Cincinnati Children's Blog

Iron Deficiency Anemia in Toddlers and Growing Children

Iron Deficiency Anemia in Toddlers and Growing Children

Having kids eat a balanced, nutritious diet isn’t always easy. Kids can be picky eaters. Families have busy schedules and are often on-the-go. But it’s important to try to encourage a healthy diet because young children can be at risk for developing anemia.

Anemia is a condition in which the body has a low number of red blood cells and a low hemoglobin concentration. Hemoglobin carries oxygen in the red blood cells from the lungs to the body. Iron deficiency anemia occurs when there is not enough iron in the body to make red blood cells. It is the most common cause of anemia.

Iron deficiency anemia can develop when kids aren’t eating enough iron-rich foods

Anemia due to a child’s diet can happen slowly.  Because of this, parents may not always notice the development of symptoms until they become really severe. Iron deficiency anemia can develop because kids aren’t eating enough iron-rich foods.  Not getting the proper vitamins and nutrients can also cause this type of anemia. For babies, breastfeeding past six months of age without starting solid foods can sometimes lead to anemia.

We know that milk can help with strengthening bones and help with growth. However, there is a limit to the amount that kids should drink. Drinking too much cow’s milk can cause iron deficiency anemia. Here’s why:

Drinking too much cow’s milk cause iron deficiency anemia in toddlers

  • Milk has a small amount of iron that does not meet the needs of a growing child.
  • Milk gets in the way of the body’s ability to absorb iron from food.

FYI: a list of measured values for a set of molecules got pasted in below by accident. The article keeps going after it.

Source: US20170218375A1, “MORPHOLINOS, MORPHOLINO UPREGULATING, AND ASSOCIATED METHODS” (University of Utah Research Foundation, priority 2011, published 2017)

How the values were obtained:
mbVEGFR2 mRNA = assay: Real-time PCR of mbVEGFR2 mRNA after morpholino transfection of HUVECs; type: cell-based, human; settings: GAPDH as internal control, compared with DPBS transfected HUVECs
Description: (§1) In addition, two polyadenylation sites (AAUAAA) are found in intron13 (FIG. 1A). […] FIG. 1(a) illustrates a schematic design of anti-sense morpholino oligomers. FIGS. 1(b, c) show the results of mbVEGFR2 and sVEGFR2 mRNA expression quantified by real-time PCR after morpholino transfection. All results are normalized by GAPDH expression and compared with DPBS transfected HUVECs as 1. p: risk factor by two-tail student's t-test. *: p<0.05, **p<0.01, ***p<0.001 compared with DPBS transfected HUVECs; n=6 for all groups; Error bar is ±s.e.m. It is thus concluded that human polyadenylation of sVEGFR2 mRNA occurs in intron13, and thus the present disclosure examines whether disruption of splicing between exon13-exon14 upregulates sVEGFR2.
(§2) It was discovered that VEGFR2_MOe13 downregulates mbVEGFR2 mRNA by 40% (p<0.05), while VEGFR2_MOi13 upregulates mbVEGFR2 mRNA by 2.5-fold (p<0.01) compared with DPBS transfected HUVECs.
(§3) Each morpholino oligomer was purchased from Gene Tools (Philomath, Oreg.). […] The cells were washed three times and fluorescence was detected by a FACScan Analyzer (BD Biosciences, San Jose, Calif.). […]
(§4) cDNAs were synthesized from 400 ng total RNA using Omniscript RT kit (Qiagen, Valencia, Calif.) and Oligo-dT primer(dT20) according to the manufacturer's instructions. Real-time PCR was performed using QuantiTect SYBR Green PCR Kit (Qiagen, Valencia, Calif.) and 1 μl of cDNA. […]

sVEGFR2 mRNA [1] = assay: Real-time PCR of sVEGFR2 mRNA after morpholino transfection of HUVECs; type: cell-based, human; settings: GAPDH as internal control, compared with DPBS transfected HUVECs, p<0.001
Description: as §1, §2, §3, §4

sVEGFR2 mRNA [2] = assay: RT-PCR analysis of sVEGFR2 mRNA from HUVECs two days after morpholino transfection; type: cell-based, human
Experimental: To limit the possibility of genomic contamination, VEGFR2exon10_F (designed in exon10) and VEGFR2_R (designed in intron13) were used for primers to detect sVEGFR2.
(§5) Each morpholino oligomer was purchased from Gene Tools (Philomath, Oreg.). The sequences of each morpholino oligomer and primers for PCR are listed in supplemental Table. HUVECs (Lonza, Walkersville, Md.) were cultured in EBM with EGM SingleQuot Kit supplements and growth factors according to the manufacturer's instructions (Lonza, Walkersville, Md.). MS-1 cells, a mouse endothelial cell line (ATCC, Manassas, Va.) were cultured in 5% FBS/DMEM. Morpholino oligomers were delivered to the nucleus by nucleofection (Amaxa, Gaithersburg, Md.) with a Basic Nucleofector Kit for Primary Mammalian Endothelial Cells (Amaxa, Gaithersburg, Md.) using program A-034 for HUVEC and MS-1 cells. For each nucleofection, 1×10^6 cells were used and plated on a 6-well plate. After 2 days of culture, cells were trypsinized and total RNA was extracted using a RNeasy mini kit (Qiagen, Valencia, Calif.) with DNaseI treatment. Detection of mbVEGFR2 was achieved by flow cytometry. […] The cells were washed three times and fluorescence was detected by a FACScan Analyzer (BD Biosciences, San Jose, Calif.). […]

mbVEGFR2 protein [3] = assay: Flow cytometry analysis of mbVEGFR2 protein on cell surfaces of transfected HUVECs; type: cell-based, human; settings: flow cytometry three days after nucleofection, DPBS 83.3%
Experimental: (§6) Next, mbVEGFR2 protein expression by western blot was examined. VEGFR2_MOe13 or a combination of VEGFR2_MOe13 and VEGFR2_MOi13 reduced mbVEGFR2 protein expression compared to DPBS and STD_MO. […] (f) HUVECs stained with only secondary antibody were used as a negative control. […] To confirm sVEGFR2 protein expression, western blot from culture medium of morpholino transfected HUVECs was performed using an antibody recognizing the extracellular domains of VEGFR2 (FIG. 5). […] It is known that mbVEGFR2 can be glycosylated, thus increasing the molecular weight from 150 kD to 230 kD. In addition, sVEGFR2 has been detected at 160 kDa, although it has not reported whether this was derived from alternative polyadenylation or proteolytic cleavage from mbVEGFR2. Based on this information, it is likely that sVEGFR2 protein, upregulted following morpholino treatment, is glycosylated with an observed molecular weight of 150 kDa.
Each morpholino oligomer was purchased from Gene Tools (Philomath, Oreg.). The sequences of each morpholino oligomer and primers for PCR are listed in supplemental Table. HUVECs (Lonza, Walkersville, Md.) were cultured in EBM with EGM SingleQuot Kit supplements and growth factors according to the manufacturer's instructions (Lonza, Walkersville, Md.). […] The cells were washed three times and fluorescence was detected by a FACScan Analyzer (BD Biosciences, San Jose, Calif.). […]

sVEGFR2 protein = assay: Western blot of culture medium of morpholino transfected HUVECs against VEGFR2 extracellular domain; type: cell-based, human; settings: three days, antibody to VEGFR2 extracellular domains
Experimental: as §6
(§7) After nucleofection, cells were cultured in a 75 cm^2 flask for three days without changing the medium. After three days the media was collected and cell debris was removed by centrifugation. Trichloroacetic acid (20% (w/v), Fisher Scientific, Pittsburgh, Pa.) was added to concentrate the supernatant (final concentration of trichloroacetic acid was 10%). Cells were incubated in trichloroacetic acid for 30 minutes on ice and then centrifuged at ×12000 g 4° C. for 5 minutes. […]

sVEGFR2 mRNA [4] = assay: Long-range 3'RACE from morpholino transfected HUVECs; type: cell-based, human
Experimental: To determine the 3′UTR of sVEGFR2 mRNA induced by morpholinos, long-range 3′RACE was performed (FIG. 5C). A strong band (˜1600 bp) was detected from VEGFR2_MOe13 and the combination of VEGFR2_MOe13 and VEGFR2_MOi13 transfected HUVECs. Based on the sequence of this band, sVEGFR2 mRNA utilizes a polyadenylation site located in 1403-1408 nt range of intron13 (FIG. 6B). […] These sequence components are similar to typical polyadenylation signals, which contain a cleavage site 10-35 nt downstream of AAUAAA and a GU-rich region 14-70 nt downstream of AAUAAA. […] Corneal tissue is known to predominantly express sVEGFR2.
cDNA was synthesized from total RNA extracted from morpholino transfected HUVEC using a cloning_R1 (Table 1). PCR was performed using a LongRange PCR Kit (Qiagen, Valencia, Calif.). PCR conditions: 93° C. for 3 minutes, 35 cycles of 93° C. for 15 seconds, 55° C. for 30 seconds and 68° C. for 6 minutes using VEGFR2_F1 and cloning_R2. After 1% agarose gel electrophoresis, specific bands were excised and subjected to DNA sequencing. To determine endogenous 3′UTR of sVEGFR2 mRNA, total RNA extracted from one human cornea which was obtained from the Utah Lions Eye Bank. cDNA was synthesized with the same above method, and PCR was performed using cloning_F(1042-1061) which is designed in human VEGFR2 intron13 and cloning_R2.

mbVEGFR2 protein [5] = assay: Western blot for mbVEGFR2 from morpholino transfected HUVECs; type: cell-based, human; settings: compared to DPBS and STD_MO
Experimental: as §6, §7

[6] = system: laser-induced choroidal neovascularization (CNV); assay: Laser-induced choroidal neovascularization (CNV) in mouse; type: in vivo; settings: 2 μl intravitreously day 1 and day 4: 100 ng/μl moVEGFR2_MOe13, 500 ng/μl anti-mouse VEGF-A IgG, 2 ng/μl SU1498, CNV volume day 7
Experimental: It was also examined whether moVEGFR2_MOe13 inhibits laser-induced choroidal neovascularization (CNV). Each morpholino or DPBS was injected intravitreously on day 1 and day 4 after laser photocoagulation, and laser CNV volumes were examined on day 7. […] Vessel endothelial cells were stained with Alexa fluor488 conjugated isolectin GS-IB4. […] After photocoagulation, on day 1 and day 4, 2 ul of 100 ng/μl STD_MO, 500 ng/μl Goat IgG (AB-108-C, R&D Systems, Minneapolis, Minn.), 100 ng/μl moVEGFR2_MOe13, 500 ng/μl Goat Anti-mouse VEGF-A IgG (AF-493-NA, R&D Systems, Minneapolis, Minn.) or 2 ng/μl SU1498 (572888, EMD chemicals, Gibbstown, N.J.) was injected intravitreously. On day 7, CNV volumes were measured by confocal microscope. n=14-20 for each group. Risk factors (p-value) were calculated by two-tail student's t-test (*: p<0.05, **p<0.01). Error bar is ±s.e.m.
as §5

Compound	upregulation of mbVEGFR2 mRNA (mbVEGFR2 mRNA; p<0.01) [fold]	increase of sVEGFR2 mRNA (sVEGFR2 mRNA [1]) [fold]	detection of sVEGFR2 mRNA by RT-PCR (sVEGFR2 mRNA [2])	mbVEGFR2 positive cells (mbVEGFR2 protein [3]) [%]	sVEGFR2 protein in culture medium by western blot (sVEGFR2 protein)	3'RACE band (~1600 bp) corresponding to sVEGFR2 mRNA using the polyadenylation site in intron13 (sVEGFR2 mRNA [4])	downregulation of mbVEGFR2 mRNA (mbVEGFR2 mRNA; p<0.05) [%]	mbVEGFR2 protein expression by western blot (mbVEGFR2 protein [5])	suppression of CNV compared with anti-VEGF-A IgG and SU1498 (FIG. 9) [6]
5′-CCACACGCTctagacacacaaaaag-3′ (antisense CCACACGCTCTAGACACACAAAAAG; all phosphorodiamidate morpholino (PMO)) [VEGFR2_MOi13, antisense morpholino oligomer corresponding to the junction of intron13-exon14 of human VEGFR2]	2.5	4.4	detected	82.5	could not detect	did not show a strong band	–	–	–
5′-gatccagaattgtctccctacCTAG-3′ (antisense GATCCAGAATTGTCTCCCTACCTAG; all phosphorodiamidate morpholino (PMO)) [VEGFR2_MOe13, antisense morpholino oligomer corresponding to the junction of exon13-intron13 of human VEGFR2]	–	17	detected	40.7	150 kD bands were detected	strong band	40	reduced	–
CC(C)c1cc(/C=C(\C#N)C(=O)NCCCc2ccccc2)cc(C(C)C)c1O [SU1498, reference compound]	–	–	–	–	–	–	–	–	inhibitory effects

• Drinking too much milk can cause children to fill up on liquid. This can cause them to eat less solid food. Eating less nutritious foods can cause anemia.

Tips for preventing iron deficiency anemia

Iron deficiency anemia can be avoided by following these recommendations:

  • Start baby foods and solid foods no later than six months of age in a breast-feeding infant.
  • Babies born prematurely need higher amounts of iron than full-term babies and may need to start iron supplements early in life.
  • Do not give children more than 16-20 ounces of milk a day.
  • Give children water with their meal to drink while eating, so they don’t fill up on milk.
  • Don’t give milk as a snack. Let kids eat nutritious foods and drink water at snack time.
  • Make sure that your child is eating foods rich in iron. Here are some suggestions:
    • Meats: Beef, chicken, pork and seafood
    • Vegetables: Mushrooms, broccoli, spinach, asparagus, potatoes with skin, peas, green beans
    • Other: Fortified breads, cereals and pastas, raisins, nuts, eggs (yolks), dried apricots, watermelon

Healthy nutrition is about having a kids eat a variety of foods in their diet. Parents should not cut out milk from their  kids’ diets entirely. By following these guidelines, parents can give their kids a healthy diet while also preventing this type of anemia.


For more information about iron deficiency anemia or to schedule an appointment with our Hematology Clinic, please call 513-517-2234 or visit our website.

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